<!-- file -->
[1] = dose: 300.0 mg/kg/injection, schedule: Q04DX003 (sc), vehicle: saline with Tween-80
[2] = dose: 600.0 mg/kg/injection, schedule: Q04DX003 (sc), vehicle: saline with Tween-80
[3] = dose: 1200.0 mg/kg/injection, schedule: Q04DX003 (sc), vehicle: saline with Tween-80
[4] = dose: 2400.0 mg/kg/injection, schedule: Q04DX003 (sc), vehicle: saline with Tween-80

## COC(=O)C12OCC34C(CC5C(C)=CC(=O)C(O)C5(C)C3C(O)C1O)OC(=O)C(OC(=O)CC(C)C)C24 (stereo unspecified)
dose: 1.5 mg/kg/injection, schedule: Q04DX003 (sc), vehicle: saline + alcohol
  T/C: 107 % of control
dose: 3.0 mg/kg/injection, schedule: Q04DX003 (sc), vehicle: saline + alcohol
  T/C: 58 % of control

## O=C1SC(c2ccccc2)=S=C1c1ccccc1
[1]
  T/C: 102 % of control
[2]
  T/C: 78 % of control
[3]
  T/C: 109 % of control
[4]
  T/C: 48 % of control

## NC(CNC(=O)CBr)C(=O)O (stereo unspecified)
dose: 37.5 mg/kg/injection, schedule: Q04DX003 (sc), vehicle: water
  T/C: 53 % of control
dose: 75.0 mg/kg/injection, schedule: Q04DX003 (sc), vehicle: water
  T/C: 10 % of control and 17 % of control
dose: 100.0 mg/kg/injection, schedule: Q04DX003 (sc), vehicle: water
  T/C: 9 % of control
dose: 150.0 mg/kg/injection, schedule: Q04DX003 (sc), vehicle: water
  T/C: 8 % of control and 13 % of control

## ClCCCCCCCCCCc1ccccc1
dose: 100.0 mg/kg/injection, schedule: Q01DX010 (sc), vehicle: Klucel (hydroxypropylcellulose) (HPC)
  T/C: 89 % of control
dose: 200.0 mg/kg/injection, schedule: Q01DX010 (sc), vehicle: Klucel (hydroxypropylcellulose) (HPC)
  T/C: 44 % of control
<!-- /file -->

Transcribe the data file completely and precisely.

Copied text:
[1] = dose: 300.0 mg/kg/injection, schedule: Q04DX003 (sc), vehicle: saline with Tween-80
[2] = dose: 600.0 mg/kg/injection, schedule: Q04DX003 (sc), vehicle: saline with Tween-80
[3] = dose: 1200.0 mg/kg/injection, schedule: Q04DX003 (sc), vehicle: saline with Tween-80
[4] = dose: 2400.0 mg/kg/injection, schedule: Q04DX003 (sc), vehicle: saline with Tween-80

## COC(=O)C12OCC34C(CC5C(C)=CC(=O)C(O)C5(C)C3C(O)C1O)OC(=O)C(OC(=O)CC(C)C)C24 (stereo unspecified)
dose: 1.5 mg/kg/injection, schedule: Q04DX003 (sc), vehicle: saline + alcohol
  T/C: 107 % of control
dose: 3.0 mg/kg/injection, schedule: Q04DX003 (sc), vehicle: saline + alcohol
  T/C: 58 % of control

## O=C1SC(c2ccccc2)=S=C1c1ccccc1
[1]
  T/C: 102 % of control
[2]
  T/C: 78 % of control
[3]
  T/C: 109 % of control
[4]
  T/C: 48 % of control

## NC(CNC(=O)CBr)C(=O)O (stereo unspecified)
dose: 37.5 mg/kg/injection, schedule: Q04DX003 (sc), vehicle: water
  T/C: 53 % of control
dose: 75.0 mg/kg/injection, schedule: Q04DX003 (sc), vehicle: water
  T/C: 10 % of control and 17 % of control
dose: 100.0 mg/kg/injection, schedule: Q04DX003 (sc), vehicle: water
  T/C: 9 % of control
dose: 150.0 mg/kg/injection, schedule: Q04DX003 (sc), vehicle: water
  T/C: 8 % of control and 13 % of control

## ClCCCCCCCCCCc1ccccc1
dose: 100.0 mg/kg/injection, schedule: Q01DX010 (sc), vehicle: Klucel (hydroxypropylcellulose) (HPC)
  T/C: 89 % of control
dose: 200.0 mg/kg/injection, schedule: Q01DX010 (sc), vehicle: Klucel (hydroxypropylcellulose) (HPC)
  T/C: 44 % of control